Leaders of the world's 20 biggest economies closed in on a deal last night over which indicators should be used to measure global "imbalances".
G20 leaders measure up as they reach agreement on indicators
Leaders of the world's 20 biggest economies closed in on a deal last night over which indicators should be used to measure global "imbalances", blamed as a cause of the financial crisis.
The discussion of what constitutes a destabilising economic policy reopened a split between China and the US over what many perceive to be the undervalued yuan, which has helped Beijing accumulate huge savings and kept its economy buoyant despite the global downturn.
After days of tense talks, delegates decided to include current account imbalances, government debt levels and private debt in the indicator list. They may also include a fourth indicator covering foreign exchange rates and currency reserves, senior officials said following meetings of the Group of 20 (G20) leading and emerging economies in Paris at the weekend.
Saudi Arabia is the only G20 member in the Middle East.
More detail on the indicators and what they will mean is expected when G20 finance ministers and central bank officials release an official communique today. But early signs point to progress after days of tense negotiations.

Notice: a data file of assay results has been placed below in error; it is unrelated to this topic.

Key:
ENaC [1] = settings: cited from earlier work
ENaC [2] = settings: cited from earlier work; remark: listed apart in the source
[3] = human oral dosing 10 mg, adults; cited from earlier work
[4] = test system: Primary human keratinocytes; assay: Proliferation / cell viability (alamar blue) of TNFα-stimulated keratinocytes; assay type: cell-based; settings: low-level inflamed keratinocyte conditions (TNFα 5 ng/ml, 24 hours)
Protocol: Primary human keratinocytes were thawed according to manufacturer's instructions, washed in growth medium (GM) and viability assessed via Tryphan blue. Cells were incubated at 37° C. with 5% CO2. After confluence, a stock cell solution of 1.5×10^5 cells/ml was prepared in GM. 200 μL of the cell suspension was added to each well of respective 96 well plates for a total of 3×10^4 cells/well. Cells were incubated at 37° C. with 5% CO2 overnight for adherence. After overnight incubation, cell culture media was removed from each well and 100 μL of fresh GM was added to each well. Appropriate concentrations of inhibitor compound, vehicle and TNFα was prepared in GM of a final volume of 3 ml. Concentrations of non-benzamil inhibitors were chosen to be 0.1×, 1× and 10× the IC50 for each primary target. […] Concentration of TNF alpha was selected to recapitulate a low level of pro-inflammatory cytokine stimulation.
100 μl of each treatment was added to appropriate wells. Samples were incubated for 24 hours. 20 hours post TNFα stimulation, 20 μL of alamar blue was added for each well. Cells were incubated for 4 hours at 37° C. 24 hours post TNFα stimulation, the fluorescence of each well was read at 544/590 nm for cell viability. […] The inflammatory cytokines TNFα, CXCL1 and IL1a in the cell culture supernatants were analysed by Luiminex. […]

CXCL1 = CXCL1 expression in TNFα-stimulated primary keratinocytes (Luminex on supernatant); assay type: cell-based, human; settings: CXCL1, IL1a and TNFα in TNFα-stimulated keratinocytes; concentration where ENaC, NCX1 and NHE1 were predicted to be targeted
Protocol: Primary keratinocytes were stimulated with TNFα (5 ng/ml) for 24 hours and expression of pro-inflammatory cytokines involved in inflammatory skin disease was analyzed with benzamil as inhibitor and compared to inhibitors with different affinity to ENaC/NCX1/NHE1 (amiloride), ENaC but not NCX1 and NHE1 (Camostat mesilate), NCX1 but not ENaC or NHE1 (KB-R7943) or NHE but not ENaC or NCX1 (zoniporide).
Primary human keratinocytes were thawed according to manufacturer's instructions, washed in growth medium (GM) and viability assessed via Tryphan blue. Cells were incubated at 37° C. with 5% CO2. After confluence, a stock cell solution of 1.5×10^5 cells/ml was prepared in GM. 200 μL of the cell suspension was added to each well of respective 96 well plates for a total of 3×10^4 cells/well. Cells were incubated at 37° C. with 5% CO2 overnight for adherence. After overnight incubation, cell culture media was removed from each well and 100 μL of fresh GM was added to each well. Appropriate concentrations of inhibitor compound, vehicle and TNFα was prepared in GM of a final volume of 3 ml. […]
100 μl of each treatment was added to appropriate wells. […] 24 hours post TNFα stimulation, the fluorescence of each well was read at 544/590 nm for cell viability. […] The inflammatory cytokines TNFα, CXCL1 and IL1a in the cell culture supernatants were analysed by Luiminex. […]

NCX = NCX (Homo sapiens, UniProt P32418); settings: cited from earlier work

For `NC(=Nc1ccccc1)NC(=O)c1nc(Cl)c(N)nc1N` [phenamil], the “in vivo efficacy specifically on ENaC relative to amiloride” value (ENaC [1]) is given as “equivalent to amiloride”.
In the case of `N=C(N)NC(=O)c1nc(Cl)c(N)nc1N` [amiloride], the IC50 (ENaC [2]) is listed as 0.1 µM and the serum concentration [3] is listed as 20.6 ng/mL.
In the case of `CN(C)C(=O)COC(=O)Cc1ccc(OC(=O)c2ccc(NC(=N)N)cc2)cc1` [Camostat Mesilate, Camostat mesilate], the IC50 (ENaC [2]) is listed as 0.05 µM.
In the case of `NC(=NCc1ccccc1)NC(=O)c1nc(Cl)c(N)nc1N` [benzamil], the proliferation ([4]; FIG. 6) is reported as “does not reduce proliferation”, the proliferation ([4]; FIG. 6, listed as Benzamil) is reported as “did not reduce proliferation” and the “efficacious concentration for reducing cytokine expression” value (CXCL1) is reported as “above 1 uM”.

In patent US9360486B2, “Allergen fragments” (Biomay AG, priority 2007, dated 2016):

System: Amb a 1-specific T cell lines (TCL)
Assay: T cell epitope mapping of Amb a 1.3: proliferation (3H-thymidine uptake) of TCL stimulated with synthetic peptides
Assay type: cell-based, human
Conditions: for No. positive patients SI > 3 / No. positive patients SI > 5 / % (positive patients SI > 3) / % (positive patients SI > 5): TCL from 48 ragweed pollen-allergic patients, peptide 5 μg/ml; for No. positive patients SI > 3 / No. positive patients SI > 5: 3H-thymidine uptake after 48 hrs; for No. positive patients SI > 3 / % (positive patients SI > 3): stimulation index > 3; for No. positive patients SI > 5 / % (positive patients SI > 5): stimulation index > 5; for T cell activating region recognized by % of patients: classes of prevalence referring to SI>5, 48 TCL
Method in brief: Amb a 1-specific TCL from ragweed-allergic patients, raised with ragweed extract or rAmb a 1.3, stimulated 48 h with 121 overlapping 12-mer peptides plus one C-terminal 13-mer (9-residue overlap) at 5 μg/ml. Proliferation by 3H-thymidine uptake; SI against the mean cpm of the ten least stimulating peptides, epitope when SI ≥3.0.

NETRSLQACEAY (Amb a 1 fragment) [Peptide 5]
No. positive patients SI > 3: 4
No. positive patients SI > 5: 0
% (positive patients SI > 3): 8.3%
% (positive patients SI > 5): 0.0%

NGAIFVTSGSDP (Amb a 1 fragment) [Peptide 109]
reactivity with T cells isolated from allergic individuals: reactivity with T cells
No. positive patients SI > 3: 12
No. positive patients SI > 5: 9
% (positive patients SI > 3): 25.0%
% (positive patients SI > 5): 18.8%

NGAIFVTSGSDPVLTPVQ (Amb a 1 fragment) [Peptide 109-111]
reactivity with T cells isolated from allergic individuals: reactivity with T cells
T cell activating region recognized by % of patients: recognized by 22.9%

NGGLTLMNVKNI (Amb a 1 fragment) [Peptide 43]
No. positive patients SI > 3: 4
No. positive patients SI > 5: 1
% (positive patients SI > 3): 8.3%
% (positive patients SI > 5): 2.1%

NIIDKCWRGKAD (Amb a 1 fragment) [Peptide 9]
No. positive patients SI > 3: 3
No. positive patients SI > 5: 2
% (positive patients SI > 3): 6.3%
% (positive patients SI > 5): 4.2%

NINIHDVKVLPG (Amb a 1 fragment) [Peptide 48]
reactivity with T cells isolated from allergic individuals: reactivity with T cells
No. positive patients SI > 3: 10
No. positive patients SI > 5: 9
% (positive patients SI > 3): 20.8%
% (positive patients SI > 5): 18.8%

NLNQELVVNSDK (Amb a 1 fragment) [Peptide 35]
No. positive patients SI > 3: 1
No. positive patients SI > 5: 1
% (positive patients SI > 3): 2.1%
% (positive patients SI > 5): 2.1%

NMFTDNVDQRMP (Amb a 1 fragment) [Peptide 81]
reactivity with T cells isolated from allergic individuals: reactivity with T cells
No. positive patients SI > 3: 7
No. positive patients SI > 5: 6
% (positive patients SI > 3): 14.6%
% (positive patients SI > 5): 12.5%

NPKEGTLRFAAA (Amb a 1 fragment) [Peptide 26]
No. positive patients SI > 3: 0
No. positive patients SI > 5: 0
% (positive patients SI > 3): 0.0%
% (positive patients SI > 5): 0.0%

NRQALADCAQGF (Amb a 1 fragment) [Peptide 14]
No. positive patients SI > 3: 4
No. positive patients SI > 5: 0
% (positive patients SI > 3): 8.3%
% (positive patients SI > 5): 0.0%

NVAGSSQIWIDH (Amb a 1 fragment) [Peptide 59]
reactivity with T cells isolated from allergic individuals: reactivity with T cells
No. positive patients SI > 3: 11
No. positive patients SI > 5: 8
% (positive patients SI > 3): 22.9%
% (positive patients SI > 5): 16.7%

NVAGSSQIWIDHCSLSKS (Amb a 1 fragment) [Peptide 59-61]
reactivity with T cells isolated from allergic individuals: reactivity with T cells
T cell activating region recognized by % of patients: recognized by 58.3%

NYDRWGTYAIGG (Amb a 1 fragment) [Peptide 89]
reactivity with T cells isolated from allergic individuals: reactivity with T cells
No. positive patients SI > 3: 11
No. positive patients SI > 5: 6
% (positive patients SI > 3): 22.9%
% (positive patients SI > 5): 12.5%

Christine Lagarde, the French finance minister, said officials reached an accord after a round of "frank" discussions. "We've reached a final compromise," she said. "It wasn't easy. There were obviously different views. We worked with the objective of stable and balanced growth."
The indicators form an important part of the response of the world's largest economies to a crisis that many blame partly on imbalances. They are also a means of singling out protectionist political and economic policies that have become a growing concern as countries try to shield strategic domestic industries in response to the crisis.
An indicator focusing on currency reserves and foreign exchange rates has been closely watched for signs of capitulation by China to western countries' demands that it allow its yuan to strengthen. China has long intervened in markets to keep the yuan weak in an effort to stimulate exports - with a cheaper local currency, Chinese goods become less expensive for foreigners. But that policy has also made other countries' exports less competitive at a time when many are searching for economic growth through sales of their goods overseas.
* with agencies